A "Revolution" worth witnessing

July 31, 2012, 1:33 p.m. | By Urvi Banerjee | 8 years, 8 months ago

The latest "Step Up" film takes a huge step up

Dance becomes a movement in the fourth installment of the "Step Up" series. With its captivating choreography, awe-inspiring effects and heartfelt acting, "Step Up Revolution" promises to stun existing fans of the franchise and newcomers alike. Although the film echoes the storylines of previous installments, the more grown-up feel of this movie and its featured type of dancing—flash mobs—brings something new to the mix.

The movie follows Sean (Ryan Guzman), a waiter who dreams of winning a sponsorship contest with his dance crew, which specializes in flash mobs. He soon meets Emily (Kathryn McCormick), the daughter of a rich businessman and an aspiring professional dancer. Emily begins performing with Sean's crew to give her dancing the necessary inspiration, while at the same time helping him gain more YouTube hits. But as the characters fall in love, they receive devastating news: Emily's father is tearing down the crew's neighborhood to build a new development. What began as performance art turns into protest art as Sean and Emily risk ruining their dreams to stop the construction.

While its premise of boy meets girl from a different background is characteristic of all the "Step Up" films, the latest installment looks at a more adult perspective. Rather than a high school or college setting, characters struggle in terms of their careers, with Emily's fight against the business position her father has in mind for her and Sean's struggle for money so he can quit waiting. The result is a movie that draws not only teenagers but adults as well.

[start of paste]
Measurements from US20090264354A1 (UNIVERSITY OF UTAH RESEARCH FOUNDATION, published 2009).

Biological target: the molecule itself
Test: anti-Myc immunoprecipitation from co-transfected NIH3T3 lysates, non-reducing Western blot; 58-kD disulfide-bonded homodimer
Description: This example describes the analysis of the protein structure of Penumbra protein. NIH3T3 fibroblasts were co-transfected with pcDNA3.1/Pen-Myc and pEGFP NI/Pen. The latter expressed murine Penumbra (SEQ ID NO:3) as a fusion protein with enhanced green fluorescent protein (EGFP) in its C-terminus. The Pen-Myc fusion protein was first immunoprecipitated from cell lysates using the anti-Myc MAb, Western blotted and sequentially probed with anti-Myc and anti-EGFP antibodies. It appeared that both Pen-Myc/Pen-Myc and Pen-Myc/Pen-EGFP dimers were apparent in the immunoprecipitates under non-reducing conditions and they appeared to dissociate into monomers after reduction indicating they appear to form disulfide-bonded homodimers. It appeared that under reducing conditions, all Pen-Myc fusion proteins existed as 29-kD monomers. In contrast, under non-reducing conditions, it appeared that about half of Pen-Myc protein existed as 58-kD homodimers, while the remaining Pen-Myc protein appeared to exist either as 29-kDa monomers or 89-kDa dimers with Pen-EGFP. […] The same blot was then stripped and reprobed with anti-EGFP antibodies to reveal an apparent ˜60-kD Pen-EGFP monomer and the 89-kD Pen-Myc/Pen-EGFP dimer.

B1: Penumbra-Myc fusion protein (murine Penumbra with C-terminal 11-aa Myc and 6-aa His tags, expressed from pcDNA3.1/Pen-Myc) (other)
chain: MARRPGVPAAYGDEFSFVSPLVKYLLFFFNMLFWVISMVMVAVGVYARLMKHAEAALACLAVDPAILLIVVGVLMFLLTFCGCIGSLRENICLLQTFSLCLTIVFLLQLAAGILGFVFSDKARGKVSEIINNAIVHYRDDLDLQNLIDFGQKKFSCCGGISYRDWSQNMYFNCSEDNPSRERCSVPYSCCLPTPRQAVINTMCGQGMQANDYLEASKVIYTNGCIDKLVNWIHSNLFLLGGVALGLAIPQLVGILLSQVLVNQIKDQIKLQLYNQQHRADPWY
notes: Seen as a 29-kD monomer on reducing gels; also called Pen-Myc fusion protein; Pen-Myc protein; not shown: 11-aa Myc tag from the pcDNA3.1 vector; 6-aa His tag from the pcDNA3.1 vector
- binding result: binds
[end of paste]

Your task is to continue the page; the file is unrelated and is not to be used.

The dancing is what makes the film truly stand out, however. From the streets of Miami to fancy restaurants to business galas, the flash mob sequences are as stunning as their locations are diverse. An incredible mixture of hip hop styles, such as b-boying, digits and popping and locking, will wow the audience. This is especially the case when combined with effects such as bouncing cars, costumes involving gas masks and hair-raising stunts. But "Step Up Revolution" proves that quieter moments can be equally intense, with the delicate beauty of Emily's contemporary dancing sure to awe.

Photo: Sean and Emily meet at a beachside dance and later fall in love.

The stellar soundtrack only adds to the dance scenes, featuring heavy beats for flash mob sequences and soft croons during contemporary scenes. Lighting also makes the dancing memorable; the neon lights against a black backdrop during the museum flash mob promises to mesmerize viewers.

Though the dancing is excellent, the movie could not have been as big of a success without the realistic portrayals by the actors. Guzman's likeability as charming and dedicated Sean is a constant throughout the film and the chemistry between the protagonists—especially in their final duet together—is unquestionable. Fans of the previous films will also enjoy the return of popular characters such as Moose and Jenny Kido.

The solid performances, incredible dancing and complementary effects make "Step Up Revolution" a must-see hit of the summer.

"Step Up Revolution" (106 minutes) is rated PG-13 for intense sequences of violence, sexual content, language and drugs and alcohol. Now playing at theaters everywhere. 3D at selected theaters.

Tags: dance Kathryn McCormick Moose movie Ryan Guzman Step Up Step Up Revolution

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